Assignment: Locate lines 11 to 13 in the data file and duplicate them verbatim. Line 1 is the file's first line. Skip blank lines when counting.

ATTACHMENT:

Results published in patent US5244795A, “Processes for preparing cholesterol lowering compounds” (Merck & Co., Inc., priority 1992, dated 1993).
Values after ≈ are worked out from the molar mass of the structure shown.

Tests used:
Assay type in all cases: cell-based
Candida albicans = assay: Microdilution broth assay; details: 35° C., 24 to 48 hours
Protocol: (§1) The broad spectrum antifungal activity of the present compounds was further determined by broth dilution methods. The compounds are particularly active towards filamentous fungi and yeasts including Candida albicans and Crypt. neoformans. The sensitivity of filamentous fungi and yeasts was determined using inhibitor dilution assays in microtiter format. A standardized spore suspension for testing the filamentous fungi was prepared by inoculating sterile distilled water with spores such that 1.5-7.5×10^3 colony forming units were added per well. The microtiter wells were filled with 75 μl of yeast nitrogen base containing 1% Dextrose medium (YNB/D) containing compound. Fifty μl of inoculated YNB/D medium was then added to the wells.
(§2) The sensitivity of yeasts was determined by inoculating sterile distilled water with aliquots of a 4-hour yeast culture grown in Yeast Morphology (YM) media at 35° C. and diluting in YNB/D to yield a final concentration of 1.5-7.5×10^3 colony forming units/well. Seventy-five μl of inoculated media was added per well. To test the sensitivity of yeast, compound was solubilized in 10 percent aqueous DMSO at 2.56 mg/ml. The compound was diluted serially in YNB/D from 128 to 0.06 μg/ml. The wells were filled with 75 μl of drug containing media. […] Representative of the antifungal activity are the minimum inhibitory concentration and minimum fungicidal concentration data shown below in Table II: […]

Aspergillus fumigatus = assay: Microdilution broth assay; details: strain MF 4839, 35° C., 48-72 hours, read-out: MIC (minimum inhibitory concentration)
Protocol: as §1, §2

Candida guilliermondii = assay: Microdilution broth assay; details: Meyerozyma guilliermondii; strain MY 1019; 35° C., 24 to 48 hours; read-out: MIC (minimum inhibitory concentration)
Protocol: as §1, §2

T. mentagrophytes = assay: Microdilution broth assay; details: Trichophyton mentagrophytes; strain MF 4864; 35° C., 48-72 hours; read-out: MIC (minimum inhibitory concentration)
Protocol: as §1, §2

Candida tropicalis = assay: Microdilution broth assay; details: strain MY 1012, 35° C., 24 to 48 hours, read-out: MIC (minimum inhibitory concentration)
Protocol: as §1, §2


Protocol: as §1, §2

T. mentagrophytes = assay: Microdilution broth assay; details: Trichophyton mentagrophytes; strain MF 4864; 35° C., 48-72 hours; read-out: MIC (minimum inhibitory concentration)
Protocol: as §1, §2